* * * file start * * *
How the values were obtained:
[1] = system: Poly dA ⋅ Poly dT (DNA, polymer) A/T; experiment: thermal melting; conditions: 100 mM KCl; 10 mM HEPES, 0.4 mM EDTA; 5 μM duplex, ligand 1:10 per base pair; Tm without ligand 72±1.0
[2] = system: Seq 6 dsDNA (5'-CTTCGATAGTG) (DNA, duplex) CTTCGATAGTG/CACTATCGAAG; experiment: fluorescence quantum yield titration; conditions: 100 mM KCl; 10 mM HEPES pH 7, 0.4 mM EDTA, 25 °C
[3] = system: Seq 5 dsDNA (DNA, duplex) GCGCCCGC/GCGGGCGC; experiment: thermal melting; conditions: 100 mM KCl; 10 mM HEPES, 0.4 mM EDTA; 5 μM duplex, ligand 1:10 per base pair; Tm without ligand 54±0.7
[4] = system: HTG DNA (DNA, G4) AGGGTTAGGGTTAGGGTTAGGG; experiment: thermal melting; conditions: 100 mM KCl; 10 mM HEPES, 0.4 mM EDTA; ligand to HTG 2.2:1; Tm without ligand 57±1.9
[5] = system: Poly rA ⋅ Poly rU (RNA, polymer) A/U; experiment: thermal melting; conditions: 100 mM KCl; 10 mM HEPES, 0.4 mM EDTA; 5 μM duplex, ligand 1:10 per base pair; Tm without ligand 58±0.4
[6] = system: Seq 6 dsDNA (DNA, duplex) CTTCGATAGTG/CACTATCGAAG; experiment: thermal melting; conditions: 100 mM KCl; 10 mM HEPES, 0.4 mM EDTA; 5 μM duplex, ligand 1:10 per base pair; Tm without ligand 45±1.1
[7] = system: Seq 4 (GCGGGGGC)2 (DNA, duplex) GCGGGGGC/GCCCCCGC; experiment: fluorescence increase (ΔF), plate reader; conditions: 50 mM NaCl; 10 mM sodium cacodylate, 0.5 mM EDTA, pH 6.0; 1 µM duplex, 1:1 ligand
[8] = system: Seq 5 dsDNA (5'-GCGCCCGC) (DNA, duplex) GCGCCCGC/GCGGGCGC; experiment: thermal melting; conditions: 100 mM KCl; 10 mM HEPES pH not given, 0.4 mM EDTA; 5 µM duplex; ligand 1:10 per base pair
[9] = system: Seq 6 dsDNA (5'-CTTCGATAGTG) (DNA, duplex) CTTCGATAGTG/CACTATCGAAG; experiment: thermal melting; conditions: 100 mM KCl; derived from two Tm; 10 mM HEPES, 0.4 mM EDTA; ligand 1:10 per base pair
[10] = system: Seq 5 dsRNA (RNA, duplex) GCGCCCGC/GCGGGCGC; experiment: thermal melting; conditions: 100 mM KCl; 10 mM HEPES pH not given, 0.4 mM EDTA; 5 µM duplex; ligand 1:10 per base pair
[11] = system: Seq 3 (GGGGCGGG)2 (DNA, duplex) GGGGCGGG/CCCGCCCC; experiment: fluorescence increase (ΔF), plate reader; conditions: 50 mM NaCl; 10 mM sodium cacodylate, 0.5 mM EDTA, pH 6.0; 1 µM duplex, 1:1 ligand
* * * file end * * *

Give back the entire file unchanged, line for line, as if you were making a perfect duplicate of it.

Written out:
How the values were obtained:
[1] = system: Poly dA ⋅ Poly dT (DNA, polymer) A/T; experiment: thermal melting; conditions: 100 mM KCl; 10 mM HEPES, 0.4 mM EDTA; 5 μM duplex, ligand 1:10 per base pair; Tm without ligand 72±1.0
[2] = system: Seq 6 dsDNA (5'-CTTCGATAGTG) (DNA, duplex) CTTCGATAGTG/CACTATCGAAG; experiment: fluorescence quantum yield titration; conditions: 100 mM KCl; 10 mM HEPES pH 7, 0.4 mM EDTA, 25 °C
[3] = system: Seq 5 dsDNA (DNA, duplex) GCGCCCGC/GCGGGCGC; experiment: thermal melting; conditions: 100 mM KCl; 10 mM HEPES, 0.4 mM EDTA; 5 μM duplex, ligand 1:10 per base pair; Tm without ligand 54±0.7
[4] = system: HTG DNA (DNA, G4) AGGGTTAGGGTTAGGGTTAGGG; experiment: thermal melting; conditions: 100 mM KCl; 10 mM HEPES, 0.4 mM EDTA; ligand to HTG 2.2:1; Tm without ligand 57±1.9
[5] = system: Poly rA ⋅ Poly rU (RNA, polymer) A/U; experiment: thermal melting; conditions: 100 mM KCl; 10 mM HEPES, 0.4 mM EDTA; 5 μM duplex, ligand 1:10 per base pair; Tm without ligand 58±0.4
[6] = system: Seq 6 dsDNA (DNA, duplex) CTTCGATAGTG/CACTATCGAAG; experiment: thermal melting; conditions: 100 mM KCl; 10 mM HEPES, 0.4 mM EDTA; 5 μM duplex, ligand 1:10 per base pair; Tm without ligand 45±1.1
[7] = system: Seq 4 (GCGGGGGC)2 (DNA, duplex) GCGGGGGC/GCCCCCGC; experiment: fluorescence increase (ΔF), plate reader; conditions: 50 mM NaCl; 10 mM sodium cacodylate, 0.5 mM EDTA, pH 6.0; 1 µM duplex, 1:1 ligand
[8] = system: Seq 5 dsDNA (5'-GCGCCCGC) (DNA, duplex) GCGCCCGC/GCGGGCGC; experiment: thermal melting; conditions: 100 mM KCl; 10 mM HEPES pH not given, 0.4 mM EDTA; 5 µM duplex; ligand 1:10 per base pair
[9] = system: Seq 6 dsDNA (5'-CTTCGATAGTG) (DNA, duplex) CTTCGATAGTG/CACTATCGAAG; experiment: thermal melting; conditions: 100 mM KCl; derived from two Tm; 10 mM HEPES, 0.4 mM EDTA; ligand 1:10 per base pair
[10] = system: Seq 5 dsRNA (RNA, duplex) GCGCCCGC/GCGGGCGC; experiment: thermal melting; conditions: 100 mM KCl; 10 mM HEPES pH not given, 0.4 mM EDTA; 5 µM duplex; ligand 1:10 per base pair
[11] = system: Seq 3 (GGGGCGGG)2 (DNA, duplex) GGGGCGGG/CCCGCCCC; experiment: fluorescence increase (ΔF), plate reader; conditions: 50 mM NaCl; 10 mM sodium cacodylate, 0.5 mM EDTA, pH 6.0; 1 µM duplex, 1:1 ligand